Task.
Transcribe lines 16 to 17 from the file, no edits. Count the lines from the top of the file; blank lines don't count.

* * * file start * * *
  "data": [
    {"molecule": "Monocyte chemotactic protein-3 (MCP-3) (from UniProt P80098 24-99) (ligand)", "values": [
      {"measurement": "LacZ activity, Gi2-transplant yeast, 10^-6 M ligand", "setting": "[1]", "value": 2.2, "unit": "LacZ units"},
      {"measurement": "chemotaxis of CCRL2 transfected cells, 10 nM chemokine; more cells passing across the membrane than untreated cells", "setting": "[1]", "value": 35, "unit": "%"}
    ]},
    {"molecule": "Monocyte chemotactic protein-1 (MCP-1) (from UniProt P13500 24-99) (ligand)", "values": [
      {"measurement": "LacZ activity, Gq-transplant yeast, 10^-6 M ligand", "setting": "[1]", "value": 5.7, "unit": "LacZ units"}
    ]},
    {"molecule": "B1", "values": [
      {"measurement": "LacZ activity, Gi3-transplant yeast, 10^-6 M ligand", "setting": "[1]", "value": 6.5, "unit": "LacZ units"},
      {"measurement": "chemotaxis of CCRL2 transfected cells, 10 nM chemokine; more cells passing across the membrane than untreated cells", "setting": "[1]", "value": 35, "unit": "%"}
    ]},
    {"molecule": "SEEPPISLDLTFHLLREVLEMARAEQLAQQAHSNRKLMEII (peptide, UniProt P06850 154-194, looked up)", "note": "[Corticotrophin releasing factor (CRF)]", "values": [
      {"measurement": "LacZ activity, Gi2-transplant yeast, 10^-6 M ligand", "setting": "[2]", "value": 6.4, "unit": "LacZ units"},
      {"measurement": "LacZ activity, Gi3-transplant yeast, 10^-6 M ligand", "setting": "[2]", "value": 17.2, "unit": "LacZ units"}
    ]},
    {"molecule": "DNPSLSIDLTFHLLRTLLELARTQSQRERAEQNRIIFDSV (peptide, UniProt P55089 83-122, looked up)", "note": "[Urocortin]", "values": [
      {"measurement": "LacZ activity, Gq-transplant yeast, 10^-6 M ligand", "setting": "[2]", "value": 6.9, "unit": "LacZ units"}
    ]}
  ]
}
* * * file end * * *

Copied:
    ]},
    {"molecule": "DNPSLSIDLTFHLLRTLLELARTQSQRERAEQNRIIFDSV (peptide, UniProt P55089 83-122, looked up)", "note": "[Urocortin]", "values": [